Why Your Nonprofit Should Be Collecting and Analyzing Data

As a nonprofit fundraising or marketing professional, you’re always looking for ways to connect more deeply with your donors and create outreach campaigns that resonate with them. Whether it’s your online fundraising pushes or awareness campaigns, you want to develop content that speaks directly to your supporters’ preferences and motivations. 

These outreach efforts all have one thing in common — they’d all be vastly improved with the incorporation of data analytics. 

Never before have nonprofits had greater access to high-quality data, such as charitable giving statistics, as well as the necessary tools to collect and understand the data. This information can help guide your organization’s fundraising and marketing efforts to ensure you’re making the most of every supporter interaction.

In this quick guide, we’ll discuss the three reasons why your nonprofit should be collecting data: 

  1. Data collection is no longer out of reach.
  2. Data helps you connect with your donors.
  3. Data can improve your fundraising. 

We’ll also highlight a few best practices for editing and organizing your data properly to ensure you’re using it to its full potential. Let’s get started. 

1. Data collection is no longer out of reach. 

The first reason your nonprofit should be collecting and assessing data is because the process has never been easier. Software solutions specifically built for nonprofits have made data collection and analysis accessible for organizations of all sizes.

Let’s take a look at a few of these solutions and how they simplify and streamline the data collection process:

  • Nonprofit CRM: Your nonprofit’s CRM is your most important tool for collecting and assessing donor-related data. Plenty of nonprofits turn to comprehensive systems like the Salesforce Nonprofit Success Pack (NPSP) in place of other solutions to store and assess donor data using a robust database. With your donor database, you can store data regarding donors’ names, contact information, past giving history, event attendance, and more. Then, you can leverage this data in outreach campaigns and donor stewardship efforts to build genuine supporter relationships.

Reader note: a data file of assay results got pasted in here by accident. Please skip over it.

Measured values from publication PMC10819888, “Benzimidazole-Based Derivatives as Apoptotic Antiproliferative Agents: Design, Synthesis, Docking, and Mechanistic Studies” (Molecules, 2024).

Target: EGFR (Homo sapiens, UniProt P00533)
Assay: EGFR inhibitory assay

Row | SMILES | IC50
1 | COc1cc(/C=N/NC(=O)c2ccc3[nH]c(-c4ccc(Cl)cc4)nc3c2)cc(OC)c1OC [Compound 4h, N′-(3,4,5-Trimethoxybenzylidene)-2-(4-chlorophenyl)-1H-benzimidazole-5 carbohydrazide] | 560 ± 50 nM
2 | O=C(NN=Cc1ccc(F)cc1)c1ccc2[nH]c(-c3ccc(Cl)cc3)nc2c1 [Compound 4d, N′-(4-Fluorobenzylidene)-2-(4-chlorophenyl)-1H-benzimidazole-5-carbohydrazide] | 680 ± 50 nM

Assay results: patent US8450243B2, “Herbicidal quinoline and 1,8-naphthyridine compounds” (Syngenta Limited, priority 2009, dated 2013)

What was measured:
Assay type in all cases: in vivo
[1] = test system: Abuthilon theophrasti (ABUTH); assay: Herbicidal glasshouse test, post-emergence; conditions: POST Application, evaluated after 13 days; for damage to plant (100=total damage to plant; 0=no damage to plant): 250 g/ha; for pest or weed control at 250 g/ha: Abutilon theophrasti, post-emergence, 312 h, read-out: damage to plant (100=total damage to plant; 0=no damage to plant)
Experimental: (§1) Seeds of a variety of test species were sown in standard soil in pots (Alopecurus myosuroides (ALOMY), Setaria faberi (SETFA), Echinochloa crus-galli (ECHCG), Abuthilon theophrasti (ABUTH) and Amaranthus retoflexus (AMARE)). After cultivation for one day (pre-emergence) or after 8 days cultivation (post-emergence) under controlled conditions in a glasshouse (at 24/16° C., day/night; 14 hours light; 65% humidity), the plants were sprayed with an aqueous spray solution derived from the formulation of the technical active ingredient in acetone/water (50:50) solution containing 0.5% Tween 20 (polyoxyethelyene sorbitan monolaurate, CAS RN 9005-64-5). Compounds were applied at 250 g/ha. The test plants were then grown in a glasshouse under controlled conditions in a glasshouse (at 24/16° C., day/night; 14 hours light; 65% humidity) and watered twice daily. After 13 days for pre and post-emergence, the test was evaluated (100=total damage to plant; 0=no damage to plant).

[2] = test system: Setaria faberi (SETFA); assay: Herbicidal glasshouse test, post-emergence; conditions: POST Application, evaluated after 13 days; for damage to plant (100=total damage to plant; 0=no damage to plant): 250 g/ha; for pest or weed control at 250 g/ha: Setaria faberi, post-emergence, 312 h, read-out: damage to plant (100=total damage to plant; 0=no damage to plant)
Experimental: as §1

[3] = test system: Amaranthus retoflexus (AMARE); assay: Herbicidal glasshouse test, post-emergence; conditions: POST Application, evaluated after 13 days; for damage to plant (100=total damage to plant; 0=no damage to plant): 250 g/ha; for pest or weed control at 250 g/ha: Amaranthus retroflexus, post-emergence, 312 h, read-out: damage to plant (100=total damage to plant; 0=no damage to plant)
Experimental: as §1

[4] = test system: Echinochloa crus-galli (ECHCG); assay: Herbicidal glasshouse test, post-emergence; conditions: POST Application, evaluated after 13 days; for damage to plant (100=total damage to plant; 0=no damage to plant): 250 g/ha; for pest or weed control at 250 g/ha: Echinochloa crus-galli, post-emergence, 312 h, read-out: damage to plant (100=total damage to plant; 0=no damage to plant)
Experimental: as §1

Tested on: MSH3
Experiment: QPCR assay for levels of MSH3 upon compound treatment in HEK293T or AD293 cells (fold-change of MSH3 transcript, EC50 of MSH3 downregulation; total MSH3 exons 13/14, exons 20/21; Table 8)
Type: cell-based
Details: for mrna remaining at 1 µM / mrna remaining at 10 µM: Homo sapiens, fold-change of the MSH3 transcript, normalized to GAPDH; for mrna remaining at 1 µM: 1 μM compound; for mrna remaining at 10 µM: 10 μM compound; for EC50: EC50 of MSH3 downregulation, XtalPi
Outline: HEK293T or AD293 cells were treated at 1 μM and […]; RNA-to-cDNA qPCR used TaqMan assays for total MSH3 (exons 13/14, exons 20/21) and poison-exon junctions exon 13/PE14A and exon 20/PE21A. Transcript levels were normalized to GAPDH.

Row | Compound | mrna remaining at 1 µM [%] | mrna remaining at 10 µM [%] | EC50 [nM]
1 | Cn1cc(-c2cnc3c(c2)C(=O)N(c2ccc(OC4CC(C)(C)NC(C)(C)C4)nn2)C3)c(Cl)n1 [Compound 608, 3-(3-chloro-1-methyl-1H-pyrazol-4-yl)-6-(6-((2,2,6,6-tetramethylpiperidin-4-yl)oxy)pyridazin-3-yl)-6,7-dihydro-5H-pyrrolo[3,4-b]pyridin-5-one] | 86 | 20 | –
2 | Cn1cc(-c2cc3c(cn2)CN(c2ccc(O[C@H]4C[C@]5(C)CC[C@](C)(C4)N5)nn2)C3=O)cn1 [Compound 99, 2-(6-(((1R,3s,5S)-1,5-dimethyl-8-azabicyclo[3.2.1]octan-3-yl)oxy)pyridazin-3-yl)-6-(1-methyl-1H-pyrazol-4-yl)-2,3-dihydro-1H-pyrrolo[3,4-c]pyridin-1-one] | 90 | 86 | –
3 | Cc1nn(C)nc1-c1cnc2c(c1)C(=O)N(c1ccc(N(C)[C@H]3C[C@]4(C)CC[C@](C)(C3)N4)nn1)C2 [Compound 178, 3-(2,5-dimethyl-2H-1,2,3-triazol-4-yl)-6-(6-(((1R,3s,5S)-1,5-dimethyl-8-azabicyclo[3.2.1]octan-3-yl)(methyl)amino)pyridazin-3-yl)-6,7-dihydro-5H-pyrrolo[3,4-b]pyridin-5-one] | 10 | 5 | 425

• Donation software:With powerful donation software, you can not only accept online payments but also automatically collect information about the individuals submitting those gifts, such as their names, contact information, and even how they heard about you. 
  • Event management software: Your nonprofit probably hosts a variety of events throughout the year, from fundraising 5Ks to galas, auctions, and more. Event management software allows you to easily track metrics such as ticket sales, total fundraising amount, and attendance rate. 

You might think these tools are only available to large, well-funded organizations, but the truth is that nonprofits of all sizes can access them. For instance, the Salesforce NPSP offers free subscriptions for up to 10 users from your organization. 

Also, while you may assume these tools are complicated to set up and use on an ongoing basis, that isn’t the case. The initial set-up for some of these solutions will take some work, but once they’re up and running, they can function nearly automatically and often integrate with your existing software platforms. This can save your team plenty of time and allow you to avoid any manual data entry and assessment tasks.

2. Data helps you connect with your donors.

Getting to know your supporters is probably one of the most pressing tasks you work on daily. When you prioritize building authentic relationships, it becomes much easier to ask for donations later on down the road. 

Using donor data, you can step into supporters’ shoes to understand their perspectives and figure out the best ways to reach them on a personal level. Collecting donor data allows you to: 

  • Personalize messages: You can use tools like your online donation form and CRM to store personal information that lets you get to know your donors better. Then, you can personalize outreach using donors’ names, referencing their previous involvement, and sending them new opportunities based on their past interests.